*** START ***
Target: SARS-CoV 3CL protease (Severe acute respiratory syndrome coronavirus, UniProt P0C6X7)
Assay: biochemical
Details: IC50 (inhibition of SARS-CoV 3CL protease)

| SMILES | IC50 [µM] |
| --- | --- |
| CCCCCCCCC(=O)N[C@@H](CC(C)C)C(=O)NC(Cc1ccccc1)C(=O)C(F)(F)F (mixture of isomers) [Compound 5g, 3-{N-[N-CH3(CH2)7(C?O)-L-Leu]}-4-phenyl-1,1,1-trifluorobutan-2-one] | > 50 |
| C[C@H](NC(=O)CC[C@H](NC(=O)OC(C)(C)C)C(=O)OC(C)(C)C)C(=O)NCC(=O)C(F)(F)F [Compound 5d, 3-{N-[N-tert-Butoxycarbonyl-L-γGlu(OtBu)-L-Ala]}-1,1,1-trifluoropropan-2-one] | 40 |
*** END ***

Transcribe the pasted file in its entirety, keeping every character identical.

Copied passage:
Target: SARS-CoV 3CL protease (Severe acute respiratory syndrome coronavirus, UniProt P0C6X7)
Assay: biochemical
Details: IC50 (inhibition of SARS-CoV 3CL protease)

| SMILES | IC50 [µM] |
| --- | --- |
| CCCCCCCCC(=O)N[C@@H](CC(C)C)C(=O)NC(Cc1ccccc1)C(=O)C(F)(F)F (mixture of isomers) [Compound 5g, 3-{N-[N-CH3(CH2)7(C?O)-L-Leu]}-4-phenyl-1,1,1-trifluorobutan-2-one] | > 50 |
| C[C@H](NC(=O)CC[C@H](NC(=O)OC(C)(C)C)C(=O)OC(C)(C)C)C(=O)NCC(=O)C(F)(F)F [Compound 5d, 3-{N-[N-tert-Butoxycarbonyl-L-γGlu(OtBu)-L-Ala]}-1,1,1-trifluoropropan-2-one] | 40 |